The Challenge for Shiite Leadership

Deep divisions within the Sunni camp have thus far allowed the al-Maliki government to manage the various political and militant manifestations of Sunni opposition to the government while also addressing opposition from the Kurds and from rivals in his own Shiite camp. But the deaths of civilian protesters -- regardless of government claims that only al Qaeda militants and Baath party members were killed -- will reinvigorate Sunni protests against the government, and these protests now are likelier to turn violent.

Already, protesters and Sunni tribal sheikhs from Mosul in Ninawa province and from Fallujah in Anbar province have announced their solidarity with Sunnis in Hawija and have declared their intent to take up arms and drive the Iraqi army out of these areas. Sunni protesters in Salah ad Din province have also threatened to form an army for self-defense. In what may be a similar provocation to the one that instigated the clashes in Hawija, suspected Sunni gunmen reportedly attacked a police checkpoint on the same day in Tikrit, the capital of Salah ad Din province. Kirkuk's governor has meanwhile demanded the withdrawal of the Iraqi army from the province following the Hawija clashes, and curfews have been announced in Mosul, Fallujah and the Muqdadidiya district of Diyala province. With the suspicion that the Hawija clashes could be part of a broader campaign to instigate clashes that result in Sunni civilian deaths, Iraqi security forces are attempting to clamp down in areas with a heavy Sunni population in order to pre-empt attacks and demonstrations.

Neighboring powers such as Saudi Arabia may also have an interest in quietly encouraging these protests in order to further weaken Iran's foothold in Baghdad. While his government has no alternative to security crackdowns as violence escalates, al-Maliki can try to pay off select tribes and attempt to force through his amendments to the de-Baathification law as a form of political appeasement. However, if al-Maliki's political concessions are perceived as insufficient, the coming security crackdowns designed to stamp out Sunni unrest may well end up enflaming it, which is exactly what jihadists hope.

Read more: Provoking Sunni Militancy in Iraq | Stratfor
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« Reply #845 on: June 01, 2013, 09:08:19 AM »

A Looming Showdown Over Iraqi Kurdish Oil Exports
Analysis
MAY 30, 2013 | 1300 Print  - Text Size +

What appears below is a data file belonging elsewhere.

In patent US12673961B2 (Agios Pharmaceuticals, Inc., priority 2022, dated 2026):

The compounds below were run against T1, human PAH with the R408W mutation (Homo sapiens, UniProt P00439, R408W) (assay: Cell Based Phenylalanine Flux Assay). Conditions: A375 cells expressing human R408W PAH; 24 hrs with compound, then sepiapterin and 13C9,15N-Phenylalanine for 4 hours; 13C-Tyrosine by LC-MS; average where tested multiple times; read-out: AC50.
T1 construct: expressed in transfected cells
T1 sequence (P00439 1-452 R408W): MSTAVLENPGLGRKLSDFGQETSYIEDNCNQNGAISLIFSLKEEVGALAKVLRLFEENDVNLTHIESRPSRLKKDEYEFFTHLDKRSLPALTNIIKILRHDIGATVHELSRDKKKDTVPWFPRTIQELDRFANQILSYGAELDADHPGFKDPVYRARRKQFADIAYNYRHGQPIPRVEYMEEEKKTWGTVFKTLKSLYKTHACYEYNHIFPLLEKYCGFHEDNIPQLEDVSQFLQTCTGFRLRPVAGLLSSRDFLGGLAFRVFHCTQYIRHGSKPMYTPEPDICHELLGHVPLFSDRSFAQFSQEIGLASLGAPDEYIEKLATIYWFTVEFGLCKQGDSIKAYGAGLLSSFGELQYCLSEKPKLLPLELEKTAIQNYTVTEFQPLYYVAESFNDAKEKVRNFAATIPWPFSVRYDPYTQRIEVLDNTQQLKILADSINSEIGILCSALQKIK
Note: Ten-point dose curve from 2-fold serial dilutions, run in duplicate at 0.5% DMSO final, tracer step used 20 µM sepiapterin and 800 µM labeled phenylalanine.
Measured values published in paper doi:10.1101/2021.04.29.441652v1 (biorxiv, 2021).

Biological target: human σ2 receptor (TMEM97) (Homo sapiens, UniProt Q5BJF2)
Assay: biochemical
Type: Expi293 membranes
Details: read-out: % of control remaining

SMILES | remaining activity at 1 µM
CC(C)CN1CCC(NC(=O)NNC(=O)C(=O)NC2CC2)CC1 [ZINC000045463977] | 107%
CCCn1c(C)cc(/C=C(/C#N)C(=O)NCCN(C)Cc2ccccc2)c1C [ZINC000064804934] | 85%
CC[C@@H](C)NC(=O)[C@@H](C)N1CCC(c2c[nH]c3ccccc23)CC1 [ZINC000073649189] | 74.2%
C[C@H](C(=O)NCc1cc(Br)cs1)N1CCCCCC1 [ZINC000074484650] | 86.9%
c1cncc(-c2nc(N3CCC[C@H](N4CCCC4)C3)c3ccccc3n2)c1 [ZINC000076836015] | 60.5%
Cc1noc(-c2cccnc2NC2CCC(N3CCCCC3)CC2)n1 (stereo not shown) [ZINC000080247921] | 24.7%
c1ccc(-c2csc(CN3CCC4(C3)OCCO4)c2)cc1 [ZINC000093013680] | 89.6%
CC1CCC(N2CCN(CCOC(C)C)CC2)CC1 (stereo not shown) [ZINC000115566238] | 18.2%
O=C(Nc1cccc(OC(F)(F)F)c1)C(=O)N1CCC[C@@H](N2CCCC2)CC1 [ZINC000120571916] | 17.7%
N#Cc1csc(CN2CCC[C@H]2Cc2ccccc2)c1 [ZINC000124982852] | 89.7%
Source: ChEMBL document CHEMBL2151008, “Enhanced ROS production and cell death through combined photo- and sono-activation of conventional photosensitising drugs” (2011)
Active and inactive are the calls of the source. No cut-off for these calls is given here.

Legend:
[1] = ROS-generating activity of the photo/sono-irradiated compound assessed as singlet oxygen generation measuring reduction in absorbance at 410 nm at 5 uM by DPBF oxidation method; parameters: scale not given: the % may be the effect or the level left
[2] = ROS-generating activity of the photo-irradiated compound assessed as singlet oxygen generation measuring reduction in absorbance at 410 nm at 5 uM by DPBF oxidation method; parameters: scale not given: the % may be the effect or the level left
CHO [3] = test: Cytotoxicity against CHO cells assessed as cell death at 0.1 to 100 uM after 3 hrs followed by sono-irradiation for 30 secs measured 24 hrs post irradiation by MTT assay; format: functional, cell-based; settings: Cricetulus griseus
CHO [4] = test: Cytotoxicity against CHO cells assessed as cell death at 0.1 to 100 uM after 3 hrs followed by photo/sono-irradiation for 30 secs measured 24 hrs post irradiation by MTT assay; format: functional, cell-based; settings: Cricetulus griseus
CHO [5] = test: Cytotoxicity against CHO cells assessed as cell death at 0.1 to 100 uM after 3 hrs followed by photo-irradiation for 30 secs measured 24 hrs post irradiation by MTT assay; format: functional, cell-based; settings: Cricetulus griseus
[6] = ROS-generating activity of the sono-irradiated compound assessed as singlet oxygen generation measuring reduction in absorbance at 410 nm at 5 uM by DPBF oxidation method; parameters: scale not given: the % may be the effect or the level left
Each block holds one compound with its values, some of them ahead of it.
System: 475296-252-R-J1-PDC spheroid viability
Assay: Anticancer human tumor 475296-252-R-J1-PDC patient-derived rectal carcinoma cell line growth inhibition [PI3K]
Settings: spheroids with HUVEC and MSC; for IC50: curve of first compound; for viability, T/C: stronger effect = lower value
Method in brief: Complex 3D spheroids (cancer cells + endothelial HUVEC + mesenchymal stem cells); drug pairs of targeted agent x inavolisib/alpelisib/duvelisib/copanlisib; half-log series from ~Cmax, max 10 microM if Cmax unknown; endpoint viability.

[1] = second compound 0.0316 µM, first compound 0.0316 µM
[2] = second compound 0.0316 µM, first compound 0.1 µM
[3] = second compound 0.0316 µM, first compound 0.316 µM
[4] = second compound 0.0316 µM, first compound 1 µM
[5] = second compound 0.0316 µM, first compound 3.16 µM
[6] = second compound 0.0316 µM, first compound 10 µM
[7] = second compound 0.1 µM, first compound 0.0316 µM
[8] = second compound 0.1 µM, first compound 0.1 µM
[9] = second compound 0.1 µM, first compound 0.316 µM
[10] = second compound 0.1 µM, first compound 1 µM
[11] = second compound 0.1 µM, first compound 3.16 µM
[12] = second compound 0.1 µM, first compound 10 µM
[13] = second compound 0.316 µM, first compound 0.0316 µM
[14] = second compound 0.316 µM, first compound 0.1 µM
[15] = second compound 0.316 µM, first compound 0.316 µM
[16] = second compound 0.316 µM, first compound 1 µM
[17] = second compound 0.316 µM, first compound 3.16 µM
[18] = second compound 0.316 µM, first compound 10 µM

Stratfor
Summary
Another showdown is building between the Kurdistan Regional Government and the government of Iraq, only this time Turkey has entered the fight. Ankara and Arbil's coordinated efforts to export northern Iraqi oil against the wishes of Baghdad are gaining momentum, but Turkey will have to provide credible security guarantees for these energy projects if it wants to avoid another stalemate on its borders.

Analysis
Turkey has a dilemma. Its competition with Iran in Syria has already been exposed -- Turkey is backing the Sunni rebels, who are struggling to sustain their momentum against the Iranian-backed Alawite regime. Turkey also cannot effectively pursue its interests in Iraq, where the Shiite-dominated government is tightly aligned with the Shia in Tehran. Turkey's decision to reach beyond its borders and re-enter the ethnic and sectarian competition in the region has cost it its effective working partners in Iraq, Syria and Iran. Even issues of common interest, such as containing the Kurds' ambitions for autonomy, have become part of the regional struggle, with the Iranian and Syrian regimes seeking to exploit Kurdish militancy to keep Turkey occupied at home.

Turkey has come up with an ambitious plan to try to free itself of these constraints. The ruling Justice and Development Party does not share the deep-seated fears that its Kemalist-minded predecessors had with regard to pursuing Turkey's interests abroad. Turkish Prime Minister Recep Tayyip Erdogan and his team believe it is Turkey's rightful and historical place to assume the role of regional power, despite the challenges of such a policy. Recognizing the inherent limits of dealing with Iraq, Syria and Iran, Erdogan is trying to carve out a more independent foreign policy for Turkey, relying on previously unlikely allies, such as the Kurds, to achieve its goals.

Opportunities in Kurdish Oil